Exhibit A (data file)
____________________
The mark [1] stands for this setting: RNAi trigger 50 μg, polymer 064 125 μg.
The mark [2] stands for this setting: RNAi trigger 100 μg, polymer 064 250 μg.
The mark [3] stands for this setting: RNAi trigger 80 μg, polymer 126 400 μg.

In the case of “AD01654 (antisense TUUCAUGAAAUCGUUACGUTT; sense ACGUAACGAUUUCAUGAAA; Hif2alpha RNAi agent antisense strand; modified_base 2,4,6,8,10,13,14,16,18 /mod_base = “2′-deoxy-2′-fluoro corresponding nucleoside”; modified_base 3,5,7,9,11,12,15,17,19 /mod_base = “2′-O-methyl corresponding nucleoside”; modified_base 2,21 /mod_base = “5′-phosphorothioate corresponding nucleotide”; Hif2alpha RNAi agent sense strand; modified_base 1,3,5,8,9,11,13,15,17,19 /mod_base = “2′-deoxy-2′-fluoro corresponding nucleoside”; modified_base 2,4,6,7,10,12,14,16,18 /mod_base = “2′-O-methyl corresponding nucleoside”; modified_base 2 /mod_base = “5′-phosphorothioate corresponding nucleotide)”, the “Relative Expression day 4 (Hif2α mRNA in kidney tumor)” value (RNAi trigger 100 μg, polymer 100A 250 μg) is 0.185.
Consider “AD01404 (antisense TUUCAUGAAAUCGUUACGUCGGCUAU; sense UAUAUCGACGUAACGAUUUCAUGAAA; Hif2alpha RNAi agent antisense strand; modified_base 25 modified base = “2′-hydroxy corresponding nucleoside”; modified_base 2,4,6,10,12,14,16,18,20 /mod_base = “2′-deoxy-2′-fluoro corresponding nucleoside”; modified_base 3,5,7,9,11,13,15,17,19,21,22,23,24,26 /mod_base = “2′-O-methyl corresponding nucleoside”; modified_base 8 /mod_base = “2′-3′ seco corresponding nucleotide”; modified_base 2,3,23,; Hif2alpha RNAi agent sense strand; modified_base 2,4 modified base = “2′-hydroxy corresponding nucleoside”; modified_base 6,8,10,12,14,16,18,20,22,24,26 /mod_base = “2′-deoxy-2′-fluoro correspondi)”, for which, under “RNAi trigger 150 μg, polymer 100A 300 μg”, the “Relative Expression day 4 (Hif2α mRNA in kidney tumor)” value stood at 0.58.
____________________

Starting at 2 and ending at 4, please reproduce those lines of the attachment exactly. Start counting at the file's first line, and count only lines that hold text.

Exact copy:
The mark [2] stands for this setting: RNAi trigger 100 μg, polymer 064 250 μg.
The mark [3] stands for this setting: RNAi trigger 80 μg, polymer 126 400 μg.

In the case of “AD01654 (antisense TUUCAUGAAAUCGUUACGUTT; sense ACGUAACGAUUUCAUGAAA; Hif2alpha RNAi agent antisense strand; modified_base 2,4,6,8,10,13,14,16,18 /mod_base = “2′-deoxy-2′-fluoro corresponding nucleoside”; modified_base 3,5,7,9,11,12,15,17,19 /mod_base = “2′-O-methyl corresponding nucleoside”; modified_base 2,21 /mod_base = “5′-phosphorothioate corresponding nucleotide”; Hif2alpha RNAi agent sense strand; modified_base 1,3,5,8,9,11,13,15,17,19 /mod_base = “2′-deoxy-2′-fluoro corresponding nucleoside”; modified_base 2,4,6,7,10,12,14,16,18 /mod_base = “2′-O-methyl corresponding nucleoside”; modified_base 2 /mod_base = “5′-phosphorothioate corresponding nucleotide)”, the “Relative Expression day 4 (Hif2α mRNA in kidney tumor)” value (RNAi trigger 100 μg, polymer 100A 250 μg) is 0.185.